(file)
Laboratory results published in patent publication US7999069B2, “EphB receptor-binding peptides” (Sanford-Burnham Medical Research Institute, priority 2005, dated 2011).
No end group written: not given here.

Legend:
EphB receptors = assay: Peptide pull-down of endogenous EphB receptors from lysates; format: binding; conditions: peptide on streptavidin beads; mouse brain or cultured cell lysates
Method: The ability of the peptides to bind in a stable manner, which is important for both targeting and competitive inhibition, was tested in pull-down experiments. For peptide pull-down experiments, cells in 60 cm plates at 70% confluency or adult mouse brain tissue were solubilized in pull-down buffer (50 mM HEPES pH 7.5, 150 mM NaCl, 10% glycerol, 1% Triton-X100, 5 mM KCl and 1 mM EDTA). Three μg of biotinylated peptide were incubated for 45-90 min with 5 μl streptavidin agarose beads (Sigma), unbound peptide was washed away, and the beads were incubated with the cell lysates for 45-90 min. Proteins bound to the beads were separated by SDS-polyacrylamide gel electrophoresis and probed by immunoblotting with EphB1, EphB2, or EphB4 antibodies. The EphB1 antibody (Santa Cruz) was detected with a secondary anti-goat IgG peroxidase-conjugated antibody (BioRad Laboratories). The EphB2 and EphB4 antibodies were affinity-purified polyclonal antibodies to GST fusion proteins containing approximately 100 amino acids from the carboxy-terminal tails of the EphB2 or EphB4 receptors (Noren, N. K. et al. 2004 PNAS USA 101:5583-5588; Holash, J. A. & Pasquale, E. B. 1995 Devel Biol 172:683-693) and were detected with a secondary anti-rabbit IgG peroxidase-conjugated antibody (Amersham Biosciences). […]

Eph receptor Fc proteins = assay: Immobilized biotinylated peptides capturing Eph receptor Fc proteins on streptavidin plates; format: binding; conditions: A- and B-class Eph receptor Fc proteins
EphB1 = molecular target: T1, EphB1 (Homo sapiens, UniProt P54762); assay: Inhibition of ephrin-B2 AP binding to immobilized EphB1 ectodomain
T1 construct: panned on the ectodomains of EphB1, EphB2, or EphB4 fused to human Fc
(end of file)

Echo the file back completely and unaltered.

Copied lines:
Laboratory results published in patent publication US7999069B2, “EphB receptor-binding peptides” (Sanford-Burnham Medical Research Institute, priority 2005, dated 2011).
No end group written: not given here.

Legend:
EphB receptors = assay: Peptide pull-down of endogenous EphB receptors from lysates; format: binding; conditions: peptide on streptavidin beads; mouse brain or cultured cell lysates
Method: The ability of the peptides to bind in a stable manner, which is important for both targeting and competitive inhibition, was tested in pull-down experiments. For peptide pull-down experiments, cells in 60 cm plates at 70% confluency or adult mouse brain tissue were solubilized in pull-down buffer (50 mM HEPES pH 7.5, 150 mM NaCl, 10% glycerol, 1% Triton-X100, 5 mM KCl and 1 mM EDTA). Three μg of biotinylated peptide were incubated for 45-90 min with 5 μl streptavidin agarose beads (Sigma), unbound peptide was washed away, and the beads were incubated with the cell lysates for 45-90 min. Proteins bound to the beads were separated by SDS-polyacrylamide gel electrophoresis and probed by immunoblotting with EphB1, EphB2, or EphB4 antibodies. The EphB1 antibody (Santa Cruz) was detected with a secondary anti-goat IgG peroxidase-conjugated antibody (BioRad Laboratories). The EphB2 and EphB4 antibodies were affinity-purified polyclonal antibodies to GST fusion proteins containing approximately 100 amino acids from the carboxy-terminal tails of the EphB2 or EphB4 receptors (Noren, N. K. et al. 2004 PNAS USA 101:5583-5588; Holash, J. A. & Pasquale, E. B. 1995 Devel Biol 172:683-693) and were detected with a secondary anti-rabbit IgG peroxidase-conjugated antibody (Amersham Biosciences). […]

Eph receptor Fc proteins = assay: Immobilized biotinylated peptides capturing Eph receptor Fc proteins on streptavidin plates; format: binding; conditions: A- and B-class Eph receptor Fc proteins
EphB1 = molecular target: T1, EphB1 (Homo sapiens, UniProt P54762); assay: Inhibition of ephrin-B2 AP binding to immobilized EphB1 ectodomain
T1 construct: panned on the ectodomains of EphB1, EphB2, or EphB4 fused to human Fc